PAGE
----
Stevenson et al v. City of Chicago et al

Filing 360

MOTION by Plaintiffs Michael Cokes, Isiah Stevenson for judgment As a Matter of Law as to the Affirmative Defense of "Joint Enterprise" (Attachments: # 1 Exhibit)(Terracina, Robert)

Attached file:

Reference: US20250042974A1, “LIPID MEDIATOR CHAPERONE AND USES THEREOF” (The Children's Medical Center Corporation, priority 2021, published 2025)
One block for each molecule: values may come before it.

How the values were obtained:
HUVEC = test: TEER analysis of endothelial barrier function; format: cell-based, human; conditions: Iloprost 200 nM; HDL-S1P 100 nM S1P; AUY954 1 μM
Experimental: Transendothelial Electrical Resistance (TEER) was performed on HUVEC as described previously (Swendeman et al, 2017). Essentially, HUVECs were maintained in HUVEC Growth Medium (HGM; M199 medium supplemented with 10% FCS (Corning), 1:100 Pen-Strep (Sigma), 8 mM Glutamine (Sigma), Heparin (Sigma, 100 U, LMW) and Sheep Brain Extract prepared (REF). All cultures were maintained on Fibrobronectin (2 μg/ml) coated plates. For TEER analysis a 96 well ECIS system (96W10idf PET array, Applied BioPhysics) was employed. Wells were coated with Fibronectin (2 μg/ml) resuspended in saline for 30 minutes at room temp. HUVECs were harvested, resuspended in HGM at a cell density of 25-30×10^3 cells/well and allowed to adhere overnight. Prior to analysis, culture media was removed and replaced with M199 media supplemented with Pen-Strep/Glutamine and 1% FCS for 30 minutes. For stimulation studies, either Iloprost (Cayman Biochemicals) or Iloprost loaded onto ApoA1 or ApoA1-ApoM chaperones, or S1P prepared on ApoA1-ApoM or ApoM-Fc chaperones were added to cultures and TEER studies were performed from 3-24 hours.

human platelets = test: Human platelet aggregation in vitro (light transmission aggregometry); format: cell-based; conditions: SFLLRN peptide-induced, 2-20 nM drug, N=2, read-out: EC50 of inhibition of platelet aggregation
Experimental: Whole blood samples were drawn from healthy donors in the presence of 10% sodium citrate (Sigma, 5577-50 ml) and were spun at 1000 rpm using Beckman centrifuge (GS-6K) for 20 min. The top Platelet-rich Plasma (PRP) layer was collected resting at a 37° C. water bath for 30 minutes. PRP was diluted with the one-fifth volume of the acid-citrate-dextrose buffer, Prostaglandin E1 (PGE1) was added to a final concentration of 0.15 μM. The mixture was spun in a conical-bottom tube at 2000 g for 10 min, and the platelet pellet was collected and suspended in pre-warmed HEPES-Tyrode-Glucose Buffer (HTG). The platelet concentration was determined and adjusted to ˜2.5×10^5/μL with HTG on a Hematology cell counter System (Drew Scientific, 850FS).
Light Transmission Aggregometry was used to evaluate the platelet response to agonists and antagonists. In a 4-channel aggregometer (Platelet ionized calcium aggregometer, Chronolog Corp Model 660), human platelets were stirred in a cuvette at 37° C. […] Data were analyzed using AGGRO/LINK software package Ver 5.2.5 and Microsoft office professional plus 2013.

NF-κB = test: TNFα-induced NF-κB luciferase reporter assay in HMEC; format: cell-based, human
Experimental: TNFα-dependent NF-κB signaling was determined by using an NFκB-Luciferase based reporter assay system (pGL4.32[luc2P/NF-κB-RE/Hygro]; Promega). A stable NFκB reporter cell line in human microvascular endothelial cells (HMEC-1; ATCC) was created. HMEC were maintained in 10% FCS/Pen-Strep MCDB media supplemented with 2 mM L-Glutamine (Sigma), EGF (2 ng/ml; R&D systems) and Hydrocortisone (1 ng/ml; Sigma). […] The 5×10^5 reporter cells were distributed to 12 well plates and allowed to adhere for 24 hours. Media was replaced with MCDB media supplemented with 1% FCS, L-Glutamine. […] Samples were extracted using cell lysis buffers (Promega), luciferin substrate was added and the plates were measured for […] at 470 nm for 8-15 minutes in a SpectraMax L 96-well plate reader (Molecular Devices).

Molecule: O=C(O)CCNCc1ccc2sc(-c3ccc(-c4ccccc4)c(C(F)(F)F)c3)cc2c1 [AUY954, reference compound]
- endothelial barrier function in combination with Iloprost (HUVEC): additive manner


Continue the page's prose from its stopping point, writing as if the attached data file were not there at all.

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IN THE UNITED STATES DISTRICT COURT FOR THE NORTHERN DISTRICT OF ILLINOIS EASTERN DIVISION JUANITA ARRINGTON, as Independent Administrator of the Estate of RONALD ARRINGTON, deceased, Plaintiff, v. CITY OF CHICAGO, an Illinois municipal corporation, et al, Defendants. ISIAH STEVENSON, et al Plaintiffs, v. CITY OF CHICAGO, an Illinois municipal corporation, et al, Defendants. ) ) ) ) ) ) ) ) ) ) ) ) ) ) ) ) ) ) ) ) ) ) No. 17-cv-5345 Judge Thomas M. Durkin Magistrate Judge Susan E. Cox No. 17-cv-4839 Judge Thomas M. Durkin Magistrate Judge Susan E. Cox PLAINTIFFS’ MOTION FOR JUDGEMENT AS A MATTER OF LAW AS TO THE AFFIRMATIVE DEFENSE OF JOINT ENTERPRISE   Plaintiffs, Isiah Stevenson, Michael Cokes, and Juanita Arrington, move this court, pursuant to Fed. R. Civ. Pro. 50(a)(1)-(2), to find that Defendants’ assertion of Joint Enterprise, which lacks legal precedent and evidentiary support, must be dismissed as a matter of law. Plaintiffs state the following in support: Defendants Dean Ewing, and the City of Chicago, have raised the affirmative defense of Joint Enterprise in this case. This affirmative defense, brought in after the initial close of discovery, must be stricken because the law does not support it – neither do the facts, even when seen in the light most favorable to Defendants. Rather than having pleaded a legitimate affirmative defense, Defendants aim to improperly put the Plaintiffs on trial for conspiracy using highly prejudicial evidence that does not support the existence of a conspiracy and which, as a matter of law, could never support the purported affirmative defense of “Joint Enterprise.” While “some courts refer to this topic under consideration [as] a ‘joint enterprise’, some as ‘joint venture’, and others as ‘joint adventure’, ‘imputed negligence’, ‘business enterprise’, [or] ‘common business enterprise’” none of the case law supports Defendants’ assertion of its application here. Babington v. Bogdanovic, 7 Ill. App. 3d 593 (Ill. App. Ct. 1972). Defendants are entirely unable to satisfy the elements required by a Joint Enterprise affirmative defense. To attempt to avoid this reality Defendants have made furtive efforts that essentially amount to a “smoke screen.” They have filed Motions in Limine seeking to bar Plaintiffs from contesting discovery violations, which Defendants seemingly anticipate committing at trial (see Defendant’s MIL #5 which would create the conditions permitting a “trial by ambush”). They have attempted to incorporate witnesses and evidence never disclosed by Defendants Ewing and City of Chicago (Dkt No. 352 at *10-11) (Defendants seek to call Regina Decarlo, John Gross, Stan Tenzca, Tinley Park Officer Dwyer and Tinley Park Officer Heim, despite never disclosing these witnesses in their 26(a) disclosures or adopting the disclosures of the dismissed party, Tinley Park (in fact, Tinley Park’s dismissal occurred prior to consolidation with the Arrington plaintiff, and certain witnesses and evidence were never provided to Plaintiff Arrington)). They have refused to identify witnesses who will testify to key elements of their defense (Dkt No. 354 at *14 ¶ 2 stating “an eyewitness will testify that the Pontiac stalked the Arby’s worker, that Malone exited the Pontiac and attacked the victim, and the Pontiac then drove to pick up the waiting Malone” (even now, at the eleventh hour, Defendants still refuse to provide this purported witnesses name, and no such eyewitness has ever been identified or disclosed previously – even by description)). They have even gone so far as to raise new affirmative defenses in their Response to Plaintiffs’ Motions In Limine (Dkt. No. 354 where Defendants claim for the first time that they have raised “contributory…willful and wanton”). The depth of the chasms in their purported affirmative defense of “Joint Enterprise” is likely not lost on the Defendants. This is exemplified by their attempt to omit elements of any such defense from the jury instructions. Their attempt to omit the required elements shows how they intend to sneak the defense into the trial sub silencio, without satisfying their burden to prove any elements (as shown below, no such defense is available to Defendants and, therefore, no such elements could ever be proven – which is exactly the point.) (See Dkt No. 352 at *149 where Defendants seek to ask the jury whether Joint Enterprise exists without providing any elements). Defendants seek to avoid presentation of any elements for the purported affirmative defense of “Joint Enterprise” because the version of it asserted by the Defendants simply does not exist. In short, Defendants are attempting to make a chimera from several different doctrines, with parts improperly ripped from criminal law’s Accomplice Liability (or Accountability Liability in Illinois), corporate law’s Joint Enterprise and international criminal law’s Joint Criminal Enterprise. (See The Prosecutor v. Milutinovic et al., Case No. IT-99-37-AR72, 21 May 2003). None of these doctrines are applicable in the captioned case. In its Memorandum Opinion and Order (“MOO”) this Court was careful not to adopt Defendants’ characterization of Joint Enterprise as Joint Criminal Enterprise. As Plaintiffs pointed out to the Court in briefing, there is no such claim or cause of action as Joint “Criminal” Enterprise under Illinois law. Rather, the claim or cause of action of Joint Enterprise must be borne out of a business relationship meeting the criteria required by Illinois common law. As the Court alluded to in its MOO, to prove a prima facie case of Joint Enterprise, the defendants must prove the elements detailed in the IPI Civil Jury Instructions, 72.04, to wit: A joint enterprise exists if these four elements are present: (1) An agreement, express or implied, between ____ and ____; and (2) A common purpose to be carried out by ____ and ____; and (3) A common business interest in that purpose between ____ and ____; and (4) An understanding between them that each had a right to share in the control of the operation of the car. In other words the “indispensable elements” in Illinois are “an association of two or more persons to carry out a single enterprise with a legitimate purpose, a community of interest in such purpose, expectation of profits and the sharing thereof and the right of each person to direct and govern the conduct of each other person.” Pinkowski v. Coglay, 347 F.2d 411, 413 (7th Cir. 1965). The doctrine of Joint Enterprise in the State of Illinois is limited exclusively to business enterprises. See Campanella v. Zajic, 62 Ill. App. 3d 886 (Ill. App. Ct. 1978), Summers v. Summers, 40 Ill. 2d 338 (Ill. 1968). In Campanella, the court began its analysis on Joint Enterprise by noting “the general rule is that negligence of a driver of an automobile may not be imputed to his passenger. Recognized exceptions to the rule are seen where the relationship of respondeat superior between the driver and passenger is present or… [they] are engaged in a joint enterprise.” Id. at 887. From here the court expressed that in order to establish the existence of a joint enterprise of a nature “which would cause negligence of the driver to be chargeable to his passenger… the evidence [must] show that the automobile…was being used as part of a common business enterprise and the occupants were mutually engaged in the trip as a part of such enterprise.” Id. In defining a “business” enterprise, the Campanella court was persuaded by the holding asserted within Fisher v. Johnson 238 Ill. App. 25 (Ill. App. Ct. 1925), which outlined the requirement that a business enterprise could not be found when it involved “no common financial interest, no partnership, no relation of master and servant, or principal and agent, and no right of either to direct or control the other in the management of [their] car.” Campanella, at 888. To provide further clarity as to what constituted a “business enterprise” the Campanella court cited Clemens v. O’Brien, 85 N.J. Super. 404 (App. Div. 1964), expressing that such an enterprise is “by definition an association for commercial or profit-making purposes, not social purposes.” Campanella at 888. The Second Restatement of Torts § 491 (e) outlines the following in instances in which an automobile trip may be considered to have occurred as part of a Joint Enterprise: The question whether the plaintiff is engaged in a joint enterprise with a negligent third person is usually important when two or more persons are taking a ride or trip in an automobile or other vehicle and an accident happens through the negligence of both the defendant and the driver of the vehicle. When the plaintiff is a guest, as defined in § 490, Comment a, the effect of the driver's negligence upon the plaintiff's right to recover is determined by the rule stated in that Section. Therefore, if there is no prearrangement for a substantial sharing of the expenses of the trip, as to which see Comment i, the trip is not a joint enterprise merely because it is made at the request of the plaintiff, because he and his host have a common destination, because the destination or any change in it is to be determined by mutual agreement, because it is arranged that the guest is to drive alternatively with his host, or even because they are going to the common destination to accomplish a purpose in which they have a common but not a business interest. No one of these facts, nor indeed all of them together, is sufficient to justify a jury or other trier of fact in finding that the trip was a joint enterprise. The doctrine of Joint Enterprise raised in this case must therefore be understood to require Defendants to prove the existence of a business enterprise. It is not sufficient to claim that there was a “common destination to accomplish a purpose”, which Defendants allege Plaintiffs “have in common” when such an interest is “not a business interest.” Id. Defendants’ argument seeks to replace the first element, which requires an agreement to carry on a joint business enterprise with criminal conspiracy, but this is entirely unsupported by the tort doctrine. Unable to establish that a business enterprise exists, Defendants intend to argue that the occupants of the Pontiac had conspired to commit a robbery on July 1, 2016. The Defendants claim the plea agreement accepted by Plaintiffs Stevenson and Cokes, for Misdemeanor Theft for receiving stolen property after the fact, constitutes evidence of an agreement to conduct a robbery. (See Dkt. No. 354 at *7, 14 “One of the central issues… is whether Plaintiffs engaged in a joint enterprise to commit a robbery with Malone…” and Defendants claim “the original intent of the trip was to facilitate a robbery and was a mutual endeavor”) (emphasis added). There are no cases to support the idea that an agreement to carry on a joint business enterprise can be demonstrated by the type of conspiracy that Defendants allege was the basis of an agreement between the occupants of the Pontiac. For a joint enterprise to be found, there is an indispensable requirement of a demonstration of a legitimate purpose, as opposed to a criminal one.  Pinkowski, 347 F.2d 411, 413 (7th Cir. 1965). Defendants seek to, on one hand, claim Plaintiffs actions were in furtherance of an illegitimate criminal scheme while, on the other hand, claim that the scheme was in furtherance of the “legitimate” “business enterprise” of robbery. This court should not be convinced by such doublespeak. Nor should it be convinced by the illusion cast by the Defendants’ doctrinal slight of hand – in attempting to insert elements of Joint Enterprise from the criminal context, into the doctrine of Imputed Negligence that exists in the civil context. Assuming arguendo that Illinois law were even to permit use of criminal conspiracy in lieu of the business enterprise requirement, the Defendants’ argument here still does not follow logically. Under Illinois law, criminal conspiracy requires proof of (1) an agreement with another that an offense be committed; (2) intent that the offense be committed; and (3) an act in furtherance of the agreement. See People v. Hopp, 209 Ill. 2d 1, 805 N.E.2d 1190 (2004). A conviction for receipt of property after the fact simply does not establish that there was an agreement as to the commission of robbery, is not evidence of intent to commit robbery or any act in furtherance of robbery. Plaintiffs pleaded guilty to “knowingly obtain[ing] unauthorized control over property… with intent to permanently deprive Janice Farrell of the use and benefit of said United State’s [sic] Currency under ILCS 720, Section 5/16-1(a)(1)(b)(1).” (See Dkt. No. 344-2). The relevant portion of the statute under which the two were convicted only requires that they “knowingly” obtained “unauthorized control over property” and further identifies it under subsection (b)(1) as “theft of property not of the person and not exceeding $500 in value.” This is analogous to a misdemeanor conviction for having been an accessory after the fact. As an aside, the fact that the conviction was for property less than $500 further separates the conviction from Malone’s robbery of Farrell, in which just under $1300 was claimed to have been taken. The Defendants want this court to adopt an unrefined understanding of the plea agreement, insisting that the misdemeanor is akin to a conviction for the initial indictment for robbery under 720 ILCS 5/18-1(a) and (c) for “knowingly” taking “property” “by the use of force.” There is no evidence to suggest the Plaintiffs partook in the planning of a robbery, that they had intent to commit robbery, or even that they performed acts in furtherance of Malone’s robbery. The very conviction which Defendants assert to evidence an agreement to commit robbery in fact exonerates the Plaintiffs on the issue of Joint Enterprise. This court should also maintain skepticism of the evidentiary circumstances surrounding the underlying indictment. The only reason robbery was charged in the first place was due to a fraud upon the court committed by a witness Defendants now intend to call (despite never disclosing him in their 26(a) disclosures). Detective Stan Tencza testified falsely to the grand jury that Isiah Stevenson stated in his interrogation that there was a plan to share the proceeds. A problem arose for Tencza, however, when Stevenson obtained the actual footage of the interrogation – which confirmed that he never made any such statement. Upon this realization, a motion to dismiss the indictment of Stevenson was filed. See Exhibit A. The Defendants now presumably seek to have Detective Tencza repeat these same statements to the petit jury in order to, once again, falsely imply the existence of an agreement between Malone and the passengers in the gold Pontiac – and thus they seek to receive the benefit of Tencza’s earlier fraud. Another one of the previously undisclosed witnesses that Defendants now seek to examine at trial is Will County Assistant State’s Attorney Christopher Koch. Having seen Stevenson’s interrogation footage, Koch knew or should have known that Detective Tencza’s statements to the grand jury were false. It is possible that Defendants will try to call Koch in order to provide (hearsay) testimony about Tencza’s false statements to the grand jury. The highly questionable nature of such testimony or evidence would only serve to create scandalous prejudice against the plaintiffs, while never actually evidencing the required elements of Joint Enterprise in Imputed Negligence. Courts, recognizing the emphasis that the Illinois Supreme Court has stressed upon the “business” element of Joint Enterprise in Imputed Negligence theory, have expressed “the ‘common business purpose’ factor is dominant and must first exist before the joint enterprise doctrine can be viewed as germane.” Babington at 600 (Ill. App. Ct. 1972). The Illinois Supreme Court expressed in Smith v. Bishop, 32 Ill. 2d 380, 384 (Ill. 1964) that the doctrine required an automobile to be “used as part of a common business enterprise, and the occupants are mutually interested in the trip itself as a part of such enterprise” to impute responsibility upon passengers. This element is so foundational that “even in those cases which stress the factor of right of control, the requirement of the business aspect is still a prerequisite.” Babington at 599 (Ill. App. Ct. 1972). In assessing whether a Joint Enterprise exists there must be evidence of “ an express or implied agreement to carry on a joint enterprise . . . a manifestation of that intent by the parties . . . joint proprietary interest, as demonstrated by the contribution of property, finances, effort, skill or knowledge by each party . . . some degree of joint control over the enterprise, and . . . a provision for the parties to share in both the profits and losses of the enterprise.” Yokel v. Hite, 348 Ill. App. 3d 703, 709 (Ill. App. Ct. 2004). “A joint enterprise can only exist in a business relationship [citation omitted]” and even the “relationship between two employees is not to be so labeled.” Beeson v. Smith, 1990 U.S. Dist. LEXIS 14601, *3, 1990 WL 171794. There simply is no evidence that plaintiffs Stevenson, Cokes, or Arrington were ever part of a business enterprise, and no basis to characterize the trip on July 1, 2016, as one. Without establishing the existence of a business enterprise, or an agreement in furtherance of one, it is impossible for the Defendants to present a “common purpose” as between the occupants of the vehicle. In Illinois “to define a joint enterprise there must be evidence of a common business purpose in which the occupants are mutually interested in the trip itself as part of such purpose, and where each is responsible for the manner in which the car is operated.” Enlow v. Illinois Central R.R. Co., 103 Ill. App. 2d 269, 276 (Ill. App. Ct. 1969). Each of the plaintiffoccupants of the vehicle had a different purpose for their presence. Isiah Stevenson was seeking transportation from Matteson to Chicago. Michael Cokes was just going along for a social ride to occupy his time. Even if the Defendants attempt to insist that a “business enterprise” should for the first time be construed to include “criminal enterprise” contrary to the manifest weight of all of the existing case law, there still is no evidence to suggest that these individuals were members of any type of organization, and Defendants’ themselves concede they do not attempt to try to make any arguments they were in a gang. Dkt. No. 354 at *1. This would only place the Defendants in a position to then explain how their alleged criminal purpose of the trip could even remotely be construed as a “legitimate purpose” as required by the Seventh Circuit. Pinkowski, 347 F.2d 411, 413 (7th Cir 1965). Therefore, the Defendants’ invocation of Joint Enterprise must fail as to the element of “Common Purpose.” In analyzing the third required element, the existence of a “common business interest”, the word “business” must be stressed. From a plain language perspective, courts could have inserted or “common criminal interest”, yet no court in Illinois has. This element depends upon the demonstration of a legitimate business interest, one that is legal and comports with the relevant law of agency and corporations. See Yokel, 348 Ill. App. 3d 703, 708-709 (Ill. App. Ct. 2004). The type of interest envisioned by this element is an interest of a legitimate business enterprise. The only interest claimed to exist by the Defendants’ allegations would be in the proceeds of the robbery, and even this is entirely unsupported by the evidence which does not favor the finding of a conspiracy. Without a legitimate business purpose, or a mutually shared interest between the passengers and driver “in the trip itself as a part of such enterprise,” it is impossible to find the third element of Joint Enterprise. Smith, 32 Ill.2d 380, 385 (Ill. 1965). Finally, as to the last of the four elements required for a Joint Enterprise finding, there must exist a mutual understanding as to the right to control the vehicle. In the MOO, this court keenly observed that “cases finding a joint enterprise often cite facts that one of the participants had a right to direct or control the other in the management of the car, which does not appear to be true here.” Dkt. No. 336 at *28-29. This court also noted that “the factfinder could reasonably conclude that here, Malone had exclusive control of the car and the Plaintiffs were unwittingly and unwillingly along for the ride.” Id. In Illinois “authorities lay down the rule that the driver’s negligence should not be imputed to the passenger unless the driver and passenger are engaged in a joint or common business enterprise and the passenger has some control or some right to control the operation of the automobile.” Bridgewater v. Wagoner, 28 Ill. App. 2d 201, 207 (Ill. App. Ct. 1960). Even in instances where an owner of an automobile is a passenger in the vehicle at the time of a collision this element “that before negligence can be imputed there must exist between the parties ‘some relation of master or superior and servant or subordinate.’” Babington, 7 Ill. App. 3d 593, 598 (Ill. App. Ct. 1972). The Pontiac in which the plaintiffs were passengers on July 1, 2016, was a bailment in the possession of Jimmy Malone, placed in his control by his girlfriend. An analogous instance is examined in Babington, 7 Ill. App. 3d 593 (Ill. App. Ct. 1972), in which the court observed a Virginia case feature a husband who had borrowed his wife’s care, rendering him a bailee, and “even though she was riding in the car with him, ‘until she resumed control of the property, the operation of the car was as completely within his control as if he had been the feesimple owner.’” (Citing Virginia Ry. Power Co. v. Gorsuch, 120 VA. 655, 91 S.E. 632, 633.) Here none of the Plaintiffs owned the vehicle, none of them had a possessory interest in it, and any attempt to deny control of the vehicle to the bailee, Jimmy Malone, would itself be verging upon a criminal act of conversion. For this reason, Stevenson’s statement regarding Jimmy Malone being a “getaway driver” is entirely irrelevant to an analysis of Joint Enterprise in these circumstances. Even if Stevenson were aware of Malone’s potentially criminal background, this would not have given him authority to commandeer a vehicle in Malone’s bailment, in which Stevenson had no property interest. Even if one were to assume, arguendo, that Stevenson was the lawful owner of the vehicle, he was still in and out of sleep at times during the events. “Does a sleeping owner of an automobile still possess a viable right of control over the driver?... to hold that Babington, while asleep, still possessed control of the automobile appears to us to tax credulity to the breaking point.” Babington, 7 Ill. App. 3d 593, 600 (Ill. App. Ct. 1972). Likewise, this court in its MOO expressed that “the facts do not compel a finding that Plaintiffs negligently failed to control Malone’s driving . . . it is not obvious on the record that Plaintiffs knew Malone was going to flee from police in reckless fashion.” Dkt. No. 336 at *29. As far as the Plaintiffs knew, Malone had been captured by the Illinois State Police and the vehicle had come to a stop. Then Malone abruptly decided to take off at a high rate of speed, and Plaintiffs could not possibly do anything to prevent it. This court observed the evidence that “Plaintiffs attempted to get out of the car later in the pursuit” and agreed this “supports their view of the facts.” Id. Additionally, the court has even expressed that, once Malone did take off, the occupants of the vehicle were powerless to interfere with him as the driver of a moving vehicle, and that to do so would invite “serious danger.” Id. at *13 (Citing Seeger v. Canale, 607 N.E.2d 687, 690 (Ill. App. Ct. 1993). Because the car was a bailment in the possession of Malone, and there was no master-servant or other agency relationship between the passengers and the driver, the passengerplaintiffs had no right to control the vehicle. Therefore, absolutely no support exists for the fourth element of Joint Enterprise. In conclusion, the Defendants’ purported affirmative defense of “Joint Enterprise” must be dismissed. There is no evidence to support a finding of a business enterprise, of an agreement to further such an enterprise, of a common purpose in furtherance of such an enterprise, or of a right to control the vehicle. The inclusion of this purported defense at trial would be in error because, as shown above, it is entirely unsupported – legally and factually. The evidence that Defendants seek to introduce in support would serve only to confuse and prejudice the jury against the plaintiffs on dubious grounds – especially when Defendants do not even try to satisfy the elements of Joint Enterprise and, instead, try to omit them from the jury instructions (see above). Plaintiffs ask this court to hold (as the court in Babington held) that “there was no business enterprise, for it never existed; there was no control for it had passed from… exercisable possession… the doctrine of joint enterprise has been, in many instances, too loosely applied[,] we refuse to extend it here” (7 Ill. App. 593, 600 (Ill. App. Ct. 1972); and Plaintiffs ask this court to dismiss the Defendants’ affirmative defense of Joint Enterprise because, as shown above, it is entirely unsupported by the facts, evidence and law. WHEREFORE, the Plaintiffs pray that this court will dismiss the Defendants’ affirmative defense of Joint Enterprise. Respectfully submitted, /s/ Robert J. Terracina /s/James Montgomery, Jr. Attorney for Plaintiffs Isiah Stevenson and Michael Cokes Attorney for Plaintiff Juanita Arrington /s/ Paul Luka Attorney for Plaintiffs Isiah Stevenson and Michael Cokes Paul Luka Robert J. Terracina Mendoza Law, P.C. 120 S. State St., Ste. 400 Chicago, IL 60603 (312) 508-6010 (voice AND fax) James D. Montgomery, Jr. Montgomery Law Firm LLC 33 W. Monroe St., Ste. 1375 Chicago, IL 60603 (312) 880-1001